ANDERSON-- People looking for work in Anderson County were eager to learn more about a paper products plant that state officials said Friday eventually will employ 1,000 people.
"You know a number to call?" asked T.J. Evans, a 27-year-old electrician who has been looking for work for three weeks.
Evans and others seeking assistance at the Anderson County employment office said they would like to apply for work at First Quality Enterprises Inc.
Gov. Mark Sanford and other officials were on hand Friday to announce that the Great Neck, N.Y.-based company is investing $1 billion to convert a former BASF plant into a series of buildings that will make paper towels, toilet paper, diapers and feminine hygiene products.
Manufacturing jobs have been on the decline in Anderson and across the state for several years and the jobless rate has soared to record highs. Anderson County's unemployment rate was 12.5 percent in March, a little higher than the statewide rate of 12.2 percent.
"This is good news in bad times," U.S. Sen. Lindsey Graham, R-S.C., told a crowd of about 100 people at the Anderson Civic Center, where the plant was announced. "This is jobs for people who don't have jobs."
The facility is the largest single investment in Anderson County, but Graham said it's just part of the battle of recovering job losses from the past few years. "A lot of people, even after this announcement, are hurting," he said.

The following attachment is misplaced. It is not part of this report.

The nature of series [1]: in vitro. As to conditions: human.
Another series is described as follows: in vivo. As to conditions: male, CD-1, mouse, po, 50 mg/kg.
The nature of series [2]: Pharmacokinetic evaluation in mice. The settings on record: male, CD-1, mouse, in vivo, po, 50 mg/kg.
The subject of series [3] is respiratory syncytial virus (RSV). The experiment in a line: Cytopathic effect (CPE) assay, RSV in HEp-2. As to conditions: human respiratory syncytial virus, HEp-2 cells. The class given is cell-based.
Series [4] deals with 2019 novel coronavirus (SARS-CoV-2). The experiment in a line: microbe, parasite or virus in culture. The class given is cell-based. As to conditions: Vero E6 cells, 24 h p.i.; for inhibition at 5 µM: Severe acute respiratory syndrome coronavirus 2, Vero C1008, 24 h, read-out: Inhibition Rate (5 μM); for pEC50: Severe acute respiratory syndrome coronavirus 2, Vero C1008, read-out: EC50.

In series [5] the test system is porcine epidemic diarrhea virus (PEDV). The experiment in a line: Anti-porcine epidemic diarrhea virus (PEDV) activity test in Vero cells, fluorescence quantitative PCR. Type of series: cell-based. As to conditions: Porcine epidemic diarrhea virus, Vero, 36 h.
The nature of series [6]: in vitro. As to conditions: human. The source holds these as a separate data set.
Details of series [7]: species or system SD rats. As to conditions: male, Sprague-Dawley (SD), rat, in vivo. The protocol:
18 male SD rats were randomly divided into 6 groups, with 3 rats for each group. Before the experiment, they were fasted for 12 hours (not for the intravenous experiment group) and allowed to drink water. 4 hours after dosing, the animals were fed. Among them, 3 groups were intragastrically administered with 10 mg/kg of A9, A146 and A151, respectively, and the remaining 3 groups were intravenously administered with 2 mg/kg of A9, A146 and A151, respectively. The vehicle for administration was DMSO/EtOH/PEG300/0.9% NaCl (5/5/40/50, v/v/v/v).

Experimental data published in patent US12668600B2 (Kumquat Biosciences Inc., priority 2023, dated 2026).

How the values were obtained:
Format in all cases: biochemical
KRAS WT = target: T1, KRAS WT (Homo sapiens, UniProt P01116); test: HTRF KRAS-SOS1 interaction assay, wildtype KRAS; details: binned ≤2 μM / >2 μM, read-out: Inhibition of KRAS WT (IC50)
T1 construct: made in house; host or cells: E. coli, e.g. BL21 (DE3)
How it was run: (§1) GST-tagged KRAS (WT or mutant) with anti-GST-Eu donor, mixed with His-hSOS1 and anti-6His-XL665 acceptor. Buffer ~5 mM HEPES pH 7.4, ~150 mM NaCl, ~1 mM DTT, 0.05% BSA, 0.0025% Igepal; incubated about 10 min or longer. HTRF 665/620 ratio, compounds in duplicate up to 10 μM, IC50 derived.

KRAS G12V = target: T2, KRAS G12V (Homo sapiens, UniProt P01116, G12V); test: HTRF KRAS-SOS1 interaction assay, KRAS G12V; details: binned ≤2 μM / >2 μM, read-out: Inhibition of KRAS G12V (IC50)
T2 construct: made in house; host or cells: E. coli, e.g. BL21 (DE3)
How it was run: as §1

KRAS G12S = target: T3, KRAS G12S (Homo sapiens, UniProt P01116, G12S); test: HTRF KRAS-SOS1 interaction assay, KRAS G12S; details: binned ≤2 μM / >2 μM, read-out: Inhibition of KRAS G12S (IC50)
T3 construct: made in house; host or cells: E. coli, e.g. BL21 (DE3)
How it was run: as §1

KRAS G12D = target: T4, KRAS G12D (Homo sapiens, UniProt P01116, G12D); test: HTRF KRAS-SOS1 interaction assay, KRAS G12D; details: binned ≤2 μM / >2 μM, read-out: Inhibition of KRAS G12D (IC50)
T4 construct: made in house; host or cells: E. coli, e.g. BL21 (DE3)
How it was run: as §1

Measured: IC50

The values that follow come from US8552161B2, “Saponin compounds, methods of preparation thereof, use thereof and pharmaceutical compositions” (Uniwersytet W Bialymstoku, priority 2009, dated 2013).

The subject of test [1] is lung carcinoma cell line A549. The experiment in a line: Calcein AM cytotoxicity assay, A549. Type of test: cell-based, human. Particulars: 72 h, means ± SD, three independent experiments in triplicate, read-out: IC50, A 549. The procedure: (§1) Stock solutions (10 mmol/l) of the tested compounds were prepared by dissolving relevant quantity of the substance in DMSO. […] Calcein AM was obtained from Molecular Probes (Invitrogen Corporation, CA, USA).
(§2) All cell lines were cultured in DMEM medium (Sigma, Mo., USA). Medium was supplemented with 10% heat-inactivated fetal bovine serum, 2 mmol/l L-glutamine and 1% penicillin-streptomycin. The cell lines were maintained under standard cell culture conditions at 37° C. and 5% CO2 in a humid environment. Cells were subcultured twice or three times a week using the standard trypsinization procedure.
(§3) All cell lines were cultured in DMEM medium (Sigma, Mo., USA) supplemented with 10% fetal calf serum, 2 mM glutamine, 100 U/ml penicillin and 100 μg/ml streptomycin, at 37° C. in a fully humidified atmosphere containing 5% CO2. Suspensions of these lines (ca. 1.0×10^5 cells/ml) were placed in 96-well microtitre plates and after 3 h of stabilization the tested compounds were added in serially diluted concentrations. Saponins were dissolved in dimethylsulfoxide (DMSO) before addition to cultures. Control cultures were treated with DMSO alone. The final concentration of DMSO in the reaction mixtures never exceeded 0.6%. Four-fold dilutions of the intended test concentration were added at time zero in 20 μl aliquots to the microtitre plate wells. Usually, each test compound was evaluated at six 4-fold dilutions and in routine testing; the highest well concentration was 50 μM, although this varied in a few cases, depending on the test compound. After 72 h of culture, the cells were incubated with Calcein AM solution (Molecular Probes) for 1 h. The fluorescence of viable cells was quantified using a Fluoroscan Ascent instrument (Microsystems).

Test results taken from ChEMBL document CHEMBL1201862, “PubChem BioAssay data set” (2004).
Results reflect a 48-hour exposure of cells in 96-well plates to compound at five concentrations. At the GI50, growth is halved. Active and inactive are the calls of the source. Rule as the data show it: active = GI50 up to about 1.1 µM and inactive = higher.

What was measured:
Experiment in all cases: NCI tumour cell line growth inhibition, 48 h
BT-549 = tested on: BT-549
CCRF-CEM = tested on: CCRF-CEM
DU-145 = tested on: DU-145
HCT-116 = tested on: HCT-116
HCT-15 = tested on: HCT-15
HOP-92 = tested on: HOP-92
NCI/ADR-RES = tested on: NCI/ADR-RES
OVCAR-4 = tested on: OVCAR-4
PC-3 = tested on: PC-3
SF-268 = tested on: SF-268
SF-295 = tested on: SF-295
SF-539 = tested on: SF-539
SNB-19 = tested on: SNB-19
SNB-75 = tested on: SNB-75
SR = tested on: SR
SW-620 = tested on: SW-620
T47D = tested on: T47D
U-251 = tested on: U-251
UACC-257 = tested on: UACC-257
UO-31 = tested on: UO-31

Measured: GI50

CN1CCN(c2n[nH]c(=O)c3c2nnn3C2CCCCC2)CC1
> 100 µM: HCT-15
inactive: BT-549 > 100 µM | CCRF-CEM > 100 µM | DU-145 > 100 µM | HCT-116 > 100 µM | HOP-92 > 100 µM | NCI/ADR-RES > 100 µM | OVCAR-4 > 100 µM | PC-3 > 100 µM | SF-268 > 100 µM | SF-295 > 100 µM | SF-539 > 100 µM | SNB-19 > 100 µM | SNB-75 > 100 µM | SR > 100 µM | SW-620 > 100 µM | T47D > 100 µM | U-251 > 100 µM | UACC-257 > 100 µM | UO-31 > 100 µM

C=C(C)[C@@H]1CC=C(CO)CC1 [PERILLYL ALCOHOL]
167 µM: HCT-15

Production jobs at the plant will pay more than $17 an hour, said Kara Borie, a spokeswoman for the state Commerce Department, and the plant will have engineering positions that will pay significantly more.
Hiring will begin this summer with the first 200 positions, Borie said. Company spokesman Frank Ludovina said the first production line should start up a year later, in the third quarter 2011.
James Harrison, 21, an unemployed forklift operator, said he has been frustrated looking for work for the past couple of months. "It's kind of making me mad, because there's just a lack of jobs out here," he said.
Harrison said he would be interested in working at the new plant, but he needs something soon. His wife recently started working at an Arby's restaurant, and the couple have two children.
"I really just want to stay in Anderson," he said.